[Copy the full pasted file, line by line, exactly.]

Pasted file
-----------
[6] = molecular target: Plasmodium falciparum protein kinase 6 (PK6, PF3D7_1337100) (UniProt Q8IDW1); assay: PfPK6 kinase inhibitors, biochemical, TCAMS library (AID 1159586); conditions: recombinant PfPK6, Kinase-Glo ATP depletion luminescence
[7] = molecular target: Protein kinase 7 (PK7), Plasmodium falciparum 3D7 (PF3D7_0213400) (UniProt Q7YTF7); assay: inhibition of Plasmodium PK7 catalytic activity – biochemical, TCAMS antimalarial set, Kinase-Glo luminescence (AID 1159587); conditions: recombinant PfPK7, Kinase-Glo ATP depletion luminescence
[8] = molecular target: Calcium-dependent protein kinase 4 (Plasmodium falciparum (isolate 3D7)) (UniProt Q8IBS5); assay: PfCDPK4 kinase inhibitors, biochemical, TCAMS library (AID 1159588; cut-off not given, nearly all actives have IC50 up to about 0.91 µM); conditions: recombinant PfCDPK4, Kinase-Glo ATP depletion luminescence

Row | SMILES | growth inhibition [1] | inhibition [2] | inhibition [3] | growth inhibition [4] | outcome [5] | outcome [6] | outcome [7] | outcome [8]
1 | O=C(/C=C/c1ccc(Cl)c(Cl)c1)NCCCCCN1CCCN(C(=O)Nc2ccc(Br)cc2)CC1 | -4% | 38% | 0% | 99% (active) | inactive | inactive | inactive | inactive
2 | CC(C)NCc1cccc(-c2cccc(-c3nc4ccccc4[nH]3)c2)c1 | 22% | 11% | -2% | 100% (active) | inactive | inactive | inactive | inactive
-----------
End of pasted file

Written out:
[6] = molecular target: Plasmodium falciparum protein kinase 6 (PK6, PF3D7_1337100) (UniProt Q8IDW1); assay: PfPK6 kinase inhibitors, biochemical, TCAMS library (AID 1159586); conditions: recombinant PfPK6, Kinase-Glo ATP depletion luminescence
[7] = molecular target: Protein kinase 7 (PK7), Plasmodium falciparum 3D7 (PF3D7_0213400) (UniProt Q7YTF7); assay: inhibition of Plasmodium PK7 catalytic activity – biochemical, TCAMS antimalarial set, Kinase-Glo luminescence (AID 1159587); conditions: recombinant PfPK7, Kinase-Glo ATP depletion luminescence
[8] = molecular target: Calcium-dependent protein kinase 4 (Plasmodium falciparum (isolate 3D7)) (UniProt Q8IBS5); assay: PfCDPK4 kinase inhibitors, biochemical, TCAMS library (AID 1159588; cut-off not given, nearly all actives have IC50 up to about 0.91 µM); conditions: recombinant PfCDPK4, Kinase-Glo ATP depletion luminescence

Row | SMILES | growth inhibition [1] | inhibition [2] | inhibition [3] | growth inhibition [4] | outcome [5] | outcome [6] | outcome [7] | outcome [8]
1 | O=C(/C=C/c1ccc(Cl)c(Cl)c1)NCCCCCN1CCCN(C(=O)Nc2ccc(Br)cc2)CC1 | -4% | 38% | 0% | 99% (active) | inactive | inactive | inactive | inactive
2 | CC(C)NCc1cccc(-c2cccc(-c3nc4ccccc4[nH]3)c2)c1 | 22% | 11% | -2% | 100% (active) | inactive | inactive | inactive | inactive